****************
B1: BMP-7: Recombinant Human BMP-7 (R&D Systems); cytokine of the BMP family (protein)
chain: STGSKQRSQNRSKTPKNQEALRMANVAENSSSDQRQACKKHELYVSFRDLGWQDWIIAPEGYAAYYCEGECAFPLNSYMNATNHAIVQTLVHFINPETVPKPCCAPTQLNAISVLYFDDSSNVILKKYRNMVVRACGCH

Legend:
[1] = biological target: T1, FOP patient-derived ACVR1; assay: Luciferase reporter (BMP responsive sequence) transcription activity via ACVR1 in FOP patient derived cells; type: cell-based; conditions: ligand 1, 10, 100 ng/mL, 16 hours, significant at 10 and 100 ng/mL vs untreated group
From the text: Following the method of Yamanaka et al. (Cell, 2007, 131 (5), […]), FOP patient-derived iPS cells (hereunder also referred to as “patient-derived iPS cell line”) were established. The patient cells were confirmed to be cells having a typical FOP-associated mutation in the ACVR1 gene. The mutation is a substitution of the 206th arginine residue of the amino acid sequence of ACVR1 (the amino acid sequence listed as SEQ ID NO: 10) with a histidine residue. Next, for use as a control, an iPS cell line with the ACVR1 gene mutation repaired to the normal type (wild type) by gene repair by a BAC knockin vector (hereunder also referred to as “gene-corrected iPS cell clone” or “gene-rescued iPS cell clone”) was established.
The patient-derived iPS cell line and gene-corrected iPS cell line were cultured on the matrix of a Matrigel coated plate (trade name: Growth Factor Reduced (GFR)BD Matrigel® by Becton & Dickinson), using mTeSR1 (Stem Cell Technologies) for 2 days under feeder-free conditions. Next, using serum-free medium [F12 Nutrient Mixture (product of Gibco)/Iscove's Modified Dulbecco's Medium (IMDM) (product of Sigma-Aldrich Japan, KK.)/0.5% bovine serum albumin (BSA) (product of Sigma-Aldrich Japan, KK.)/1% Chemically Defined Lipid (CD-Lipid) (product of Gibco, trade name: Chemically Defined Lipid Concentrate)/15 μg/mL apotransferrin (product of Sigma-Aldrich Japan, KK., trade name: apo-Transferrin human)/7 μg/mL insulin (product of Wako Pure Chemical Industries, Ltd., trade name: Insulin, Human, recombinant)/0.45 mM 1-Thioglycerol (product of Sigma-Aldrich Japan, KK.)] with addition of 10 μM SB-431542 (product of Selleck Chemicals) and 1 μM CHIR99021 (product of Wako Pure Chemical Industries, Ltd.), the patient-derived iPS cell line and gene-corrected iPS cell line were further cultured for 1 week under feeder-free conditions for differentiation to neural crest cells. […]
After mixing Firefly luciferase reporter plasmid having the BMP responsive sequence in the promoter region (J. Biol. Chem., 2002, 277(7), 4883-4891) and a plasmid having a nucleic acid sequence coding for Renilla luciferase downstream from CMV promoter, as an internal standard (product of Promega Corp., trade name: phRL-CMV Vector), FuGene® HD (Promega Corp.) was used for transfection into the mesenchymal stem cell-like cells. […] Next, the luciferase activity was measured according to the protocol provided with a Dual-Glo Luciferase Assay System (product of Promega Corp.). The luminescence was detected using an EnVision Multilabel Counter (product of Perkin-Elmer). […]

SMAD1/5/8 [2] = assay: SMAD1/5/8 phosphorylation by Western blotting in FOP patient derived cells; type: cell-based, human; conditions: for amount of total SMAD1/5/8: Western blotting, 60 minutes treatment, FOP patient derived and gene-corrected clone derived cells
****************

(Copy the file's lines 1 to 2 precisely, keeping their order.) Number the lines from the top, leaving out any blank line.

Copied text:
B1: BMP-7: Recombinant Human BMP-7 (R&D Systems); cytokine of the BMP family (protein)
chain: STGSKQRSQNRSKTPKNQEALRMANVAENSSSDQRQACKKHELYVSFRDLGWQDWIIAPEGYAAYYCEGECAFPLNSYMNATNHAIVQTLVHFINPETVPKPCCAPTQLNAISVLYFDDSSNVILKKYRNMVVRACGCH